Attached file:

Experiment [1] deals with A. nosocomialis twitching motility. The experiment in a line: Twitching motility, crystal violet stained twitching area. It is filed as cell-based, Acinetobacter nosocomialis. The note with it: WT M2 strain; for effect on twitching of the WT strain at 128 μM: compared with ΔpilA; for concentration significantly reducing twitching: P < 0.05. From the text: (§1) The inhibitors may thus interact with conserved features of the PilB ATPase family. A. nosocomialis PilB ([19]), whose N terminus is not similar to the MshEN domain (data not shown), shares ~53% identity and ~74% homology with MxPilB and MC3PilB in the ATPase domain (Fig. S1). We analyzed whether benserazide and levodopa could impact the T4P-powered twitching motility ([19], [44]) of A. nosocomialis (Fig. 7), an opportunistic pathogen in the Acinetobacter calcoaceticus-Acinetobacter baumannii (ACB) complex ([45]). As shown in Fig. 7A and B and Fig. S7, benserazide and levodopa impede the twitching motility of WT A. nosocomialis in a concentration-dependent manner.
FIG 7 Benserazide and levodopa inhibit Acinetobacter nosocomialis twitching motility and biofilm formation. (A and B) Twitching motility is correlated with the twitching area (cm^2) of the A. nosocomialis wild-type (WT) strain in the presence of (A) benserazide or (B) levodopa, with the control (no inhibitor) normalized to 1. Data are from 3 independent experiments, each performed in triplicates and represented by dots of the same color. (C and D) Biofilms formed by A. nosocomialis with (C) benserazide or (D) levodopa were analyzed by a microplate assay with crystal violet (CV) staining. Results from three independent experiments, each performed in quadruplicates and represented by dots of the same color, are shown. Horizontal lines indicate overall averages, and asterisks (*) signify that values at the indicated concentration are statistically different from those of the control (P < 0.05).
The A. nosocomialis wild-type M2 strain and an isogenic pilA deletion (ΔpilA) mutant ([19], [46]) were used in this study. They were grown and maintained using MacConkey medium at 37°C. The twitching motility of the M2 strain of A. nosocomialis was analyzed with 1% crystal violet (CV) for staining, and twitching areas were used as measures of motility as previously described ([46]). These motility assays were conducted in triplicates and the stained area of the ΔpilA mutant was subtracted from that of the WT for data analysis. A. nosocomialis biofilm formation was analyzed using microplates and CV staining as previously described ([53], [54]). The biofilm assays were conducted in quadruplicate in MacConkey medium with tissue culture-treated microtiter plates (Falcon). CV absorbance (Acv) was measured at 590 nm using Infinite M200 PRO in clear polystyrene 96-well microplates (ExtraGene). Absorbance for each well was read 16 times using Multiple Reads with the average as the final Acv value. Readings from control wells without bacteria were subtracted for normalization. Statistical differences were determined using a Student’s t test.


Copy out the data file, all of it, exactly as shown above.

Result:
Experiment [1] deals with A. nosocomialis twitching motility. The experiment in a line: Twitching motility, crystal violet stained twitching area. It is filed as cell-based, Acinetobacter nosocomialis. The note with it: WT M2 strain; for effect on twitching of the WT strain at 128 μM: compared with ΔpilA; for concentration significantly reducing twitching: P < 0.05. From the text: (§1) The inhibitors may thus interact with conserved features of the PilB ATPase family. A. nosocomialis PilB ([19]), whose N terminus is not similar to the MshEN domain (data not shown), shares ~53% identity and ~74% homology with MxPilB and MC3PilB in the ATPase domain (Fig. S1). We analyzed whether benserazide and levodopa could impact the T4P-powered twitching motility ([19], [44]) of A. nosocomialis (Fig. 7), an opportunistic pathogen in the Acinetobacter calcoaceticus-Acinetobacter baumannii (ACB) complex ([45]). As shown in Fig. 7A and B and Fig. S7, benserazide and levodopa impede the twitching motility of WT A. nosocomialis in a concentration-dependent manner.
FIG 7 Benserazide and levodopa inhibit Acinetobacter nosocomialis twitching motility and biofilm formation. (A and B) Twitching motility is correlated with the twitching area (cm^2) of the A. nosocomialis wild-type (WT) strain in the presence of (A) benserazide or (B) levodopa, with the control (no inhibitor) normalized to 1. Data are from 3 independent experiments, each performed in triplicates and represented by dots of the same color. (C and D) Biofilms formed by A. nosocomialis with (C) benserazide or (D) levodopa were analyzed by a microplate assay with crystal violet (CV) staining. Results from three independent experiments, each performed in quadruplicates and represented by dots of the same color, are shown. Horizontal lines indicate overall averages, and asterisks (*) signify that values at the indicated concentration are statistically different from those of the control (P < 0.05).
The A. nosocomialis wild-type M2 strain and an isogenic pilA deletion (ΔpilA) mutant ([19], [46]) were used in this study. They were grown and maintained using MacConkey medium at 37°C. The twitching motility of the M2 strain of A. nosocomialis was analyzed with 1% crystal violet (CV) for staining, and twitching areas were used as measures of motility as previously described ([46]). These motility assays were conducted in triplicates and the stained area of the ΔpilA mutant was subtracted from that of the WT for data analysis. A. nosocomialis biofilm formation was analyzed using microplates and CV staining as previously described ([53], [54]). The biofilm assays were conducted in quadruplicate in MacConkey medium with tissue culture-treated microtiter plates (Falcon). CV absorbance (Acv) was measured at 590 nm using Infinite M200 PRO in clear polystyrene 96-well microplates (ExtraGene). Absorbance for each well was read 16 times using Multiple Reads with the average as the final Acv value. Readings from control wells without bacteria were subtracted for normalization. Statistical differences were determined using a Student’s t test.